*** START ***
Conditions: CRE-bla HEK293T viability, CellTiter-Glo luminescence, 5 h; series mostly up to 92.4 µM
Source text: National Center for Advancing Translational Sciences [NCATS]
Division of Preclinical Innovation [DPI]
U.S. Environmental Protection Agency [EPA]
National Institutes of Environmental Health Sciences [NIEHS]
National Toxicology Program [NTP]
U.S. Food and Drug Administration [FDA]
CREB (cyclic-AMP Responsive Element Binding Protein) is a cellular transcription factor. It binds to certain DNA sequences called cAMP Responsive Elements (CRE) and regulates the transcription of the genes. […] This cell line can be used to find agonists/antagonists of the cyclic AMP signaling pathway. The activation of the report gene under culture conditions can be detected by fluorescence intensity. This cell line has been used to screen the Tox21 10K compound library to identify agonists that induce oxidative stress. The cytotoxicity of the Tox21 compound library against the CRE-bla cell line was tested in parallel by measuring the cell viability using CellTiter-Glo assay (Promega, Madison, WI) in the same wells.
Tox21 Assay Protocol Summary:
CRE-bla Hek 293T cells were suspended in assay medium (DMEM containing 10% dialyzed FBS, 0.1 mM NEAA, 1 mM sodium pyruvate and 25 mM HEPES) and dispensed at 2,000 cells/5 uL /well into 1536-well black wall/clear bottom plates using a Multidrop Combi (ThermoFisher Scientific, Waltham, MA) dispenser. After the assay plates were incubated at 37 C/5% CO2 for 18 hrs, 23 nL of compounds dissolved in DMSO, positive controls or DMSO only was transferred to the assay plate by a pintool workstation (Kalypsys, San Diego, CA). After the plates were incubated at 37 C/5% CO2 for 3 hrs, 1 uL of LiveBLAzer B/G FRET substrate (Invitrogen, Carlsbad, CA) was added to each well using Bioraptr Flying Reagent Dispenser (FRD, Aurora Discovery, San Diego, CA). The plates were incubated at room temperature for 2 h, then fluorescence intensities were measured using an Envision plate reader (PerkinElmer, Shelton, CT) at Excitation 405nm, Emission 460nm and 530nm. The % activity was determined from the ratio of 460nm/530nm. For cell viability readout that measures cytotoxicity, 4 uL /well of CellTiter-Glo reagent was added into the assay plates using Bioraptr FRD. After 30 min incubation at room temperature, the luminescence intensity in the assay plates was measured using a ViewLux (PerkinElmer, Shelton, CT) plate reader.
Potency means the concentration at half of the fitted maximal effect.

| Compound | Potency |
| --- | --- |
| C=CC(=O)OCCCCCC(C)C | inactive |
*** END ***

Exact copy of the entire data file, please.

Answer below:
Conditions: CRE-bla HEK293T viability, CellTiter-Glo luminescence, 5 h; series mostly up to 92.4 µM
Source text: National Center for Advancing Translational Sciences [NCATS]
Division of Preclinical Innovation [DPI]
U.S. Environmental Protection Agency [EPA]
National Institutes of Environmental Health Sciences [NIEHS]
National Toxicology Program [NTP]
U.S. Food and Drug Administration [FDA]
CREB (cyclic-AMP Responsive Element Binding Protein) is a cellular transcription factor. It binds to certain DNA sequences called cAMP Responsive Elements (CRE) and regulates the transcription of the genes. […] This cell line can be used to find agonists/antagonists of the cyclic AMP signaling pathway. The activation of the report gene under culture conditions can be detected by fluorescence intensity. This cell line has been used to screen the Tox21 10K compound library to identify agonists that induce oxidative stress. The cytotoxicity of the Tox21 compound library against the CRE-bla cell line was tested in parallel by measuring the cell viability using CellTiter-Glo assay (Promega, Madison, WI) in the same wells.
Tox21 Assay Protocol Summary:
CRE-bla Hek 293T cells were suspended in assay medium (DMEM containing 10% dialyzed FBS, 0.1 mM NEAA, 1 mM sodium pyruvate and 25 mM HEPES) and dispensed at 2,000 cells/5 uL /well into 1536-well black wall/clear bottom plates using a Multidrop Combi (ThermoFisher Scientific, Waltham, MA) dispenser. After the assay plates were incubated at 37 C/5% CO2 for 18 hrs, 23 nL of compounds dissolved in DMSO, positive controls or DMSO only was transferred to the assay plate by a pintool workstation (Kalypsys, San Diego, CA). After the plates were incubated at 37 C/5% CO2 for 3 hrs, 1 uL of LiveBLAzer B/G FRET substrate (Invitrogen, Carlsbad, CA) was added to each well using Bioraptr Flying Reagent Dispenser (FRD, Aurora Discovery, San Diego, CA). The plates were incubated at room temperature for 2 h, then fluorescence intensities were measured using an Envision plate reader (PerkinElmer, Shelton, CT) at Excitation 405nm, Emission 460nm and 530nm. The % activity was determined from the ratio of 460nm/530nm. For cell viability readout that measures cytotoxicity, 4 uL /well of CellTiter-Glo reagent was added into the assay plates using Bioraptr FRD. After 30 min incubation at room temperature, the luminescence intensity in the assay plates was measured using a ViewLux (PerkinElmer, Shelton, CT) plate reader.
Potency means the concentration at half of the fitted maximal effect.

| Compound | Potency |
| --- | --- |
| C=CC(=O)OCCCCCC(C)C | inactive |